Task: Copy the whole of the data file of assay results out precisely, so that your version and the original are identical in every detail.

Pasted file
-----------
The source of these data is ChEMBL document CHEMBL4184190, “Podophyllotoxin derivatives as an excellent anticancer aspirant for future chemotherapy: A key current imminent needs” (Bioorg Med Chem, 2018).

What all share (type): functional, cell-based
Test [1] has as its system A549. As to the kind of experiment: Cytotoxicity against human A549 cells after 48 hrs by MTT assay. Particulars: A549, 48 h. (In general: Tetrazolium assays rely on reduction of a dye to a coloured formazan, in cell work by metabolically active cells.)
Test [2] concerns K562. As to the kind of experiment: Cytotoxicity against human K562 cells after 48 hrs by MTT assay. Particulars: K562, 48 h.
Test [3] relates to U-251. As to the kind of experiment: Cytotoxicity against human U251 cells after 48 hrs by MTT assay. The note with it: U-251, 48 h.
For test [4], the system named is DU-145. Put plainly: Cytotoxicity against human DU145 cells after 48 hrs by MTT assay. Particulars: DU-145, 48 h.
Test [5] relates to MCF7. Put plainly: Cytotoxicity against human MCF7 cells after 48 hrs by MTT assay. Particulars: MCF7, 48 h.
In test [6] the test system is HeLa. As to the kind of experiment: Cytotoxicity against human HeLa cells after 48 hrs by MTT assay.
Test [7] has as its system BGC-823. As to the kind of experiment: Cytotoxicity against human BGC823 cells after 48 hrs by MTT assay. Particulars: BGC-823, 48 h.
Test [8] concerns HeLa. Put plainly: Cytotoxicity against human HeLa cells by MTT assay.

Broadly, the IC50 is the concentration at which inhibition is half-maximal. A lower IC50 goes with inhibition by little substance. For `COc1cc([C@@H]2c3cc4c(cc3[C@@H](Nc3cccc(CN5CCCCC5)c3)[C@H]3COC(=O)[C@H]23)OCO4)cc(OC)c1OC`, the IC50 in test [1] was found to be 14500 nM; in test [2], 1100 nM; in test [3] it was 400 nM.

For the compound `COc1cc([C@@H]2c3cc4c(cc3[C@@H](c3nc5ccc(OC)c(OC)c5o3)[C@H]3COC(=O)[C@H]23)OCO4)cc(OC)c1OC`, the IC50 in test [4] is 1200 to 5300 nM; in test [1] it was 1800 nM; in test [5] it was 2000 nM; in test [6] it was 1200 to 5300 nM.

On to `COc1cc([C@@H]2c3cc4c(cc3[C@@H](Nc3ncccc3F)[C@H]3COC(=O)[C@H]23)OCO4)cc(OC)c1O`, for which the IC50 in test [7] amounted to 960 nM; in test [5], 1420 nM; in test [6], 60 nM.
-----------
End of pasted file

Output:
The source of these data is ChEMBL document CHEMBL4184190, “Podophyllotoxin derivatives as an excellent anticancer aspirant for future chemotherapy: A key current imminent needs” (Bioorg Med Chem, 2018).

What all share (type): functional, cell-based
Test [1] has as its system A549. As to the kind of experiment: Cytotoxicity against human A549 cells after 48 hrs by MTT assay. Particulars: A549, 48 h. (In general: Tetrazolium assays rely on reduction of a dye to a coloured formazan, in cell work by metabolically active cells.)
Test [2] concerns K562. As to the kind of experiment: Cytotoxicity against human K562 cells after 48 hrs by MTT assay. Particulars: K562, 48 h.
Test [3] relates to U-251. As to the kind of experiment: Cytotoxicity against human U251 cells after 48 hrs by MTT assay. The note with it: U-251, 48 h.
For test [4], the system named is DU-145. Put plainly: Cytotoxicity against human DU145 cells after 48 hrs by MTT assay. Particulars: DU-145, 48 h.
Test [5] relates to MCF7. Put plainly: Cytotoxicity against human MCF7 cells after 48 hrs by MTT assay. Particulars: MCF7, 48 h.
In test [6] the test system is HeLa. As to the kind of experiment: Cytotoxicity against human HeLa cells after 48 hrs by MTT assay.
Test [7] has as its system BGC-823. As to the kind of experiment: Cytotoxicity against human BGC823 cells after 48 hrs by MTT assay. Particulars: BGC-823, 48 h.
Test [8] concerns HeLa. Put plainly: Cytotoxicity against human HeLa cells by MTT assay.

Broadly, the IC50 is the concentration at which inhibition is half-maximal. A lower IC50 goes with inhibition by little substance. For `COc1cc([C@@H]2c3cc4c(cc3[C@@H](Nc3cccc(CN5CCCCC5)c3)[C@H]3COC(=O)[C@H]23)OCO4)cc(OC)c1OC`, the IC50 in test [1] was found to be 14500 nM; in test [2], 1100 nM; in test [3] it was 400 nM.

For the compound `COc1cc([C@@H]2c3cc4c(cc3[C@@H](c3nc5ccc(OC)c(OC)c5o3)[C@H]3COC(=O)[C@H]23)OCO4)cc(OC)c1OC`, the IC50 in test [4] is 1200 to 5300 nM; in test [1] it was 1800 nM; in test [5] it was 2000 nM; in test [6] it was 1200 to 5300 nM.

On to `COc1cc([C@@H]2c3cc4c(cc3[C@@H](Nc3ncccc3F)[C@H]3COC(=O)[C@H]23)OCO4)cc(OC)c1O`, for which the IC50 in test [7] amounted to 960 nM; in test [5], 1420 nM; in test [6], 60 nM.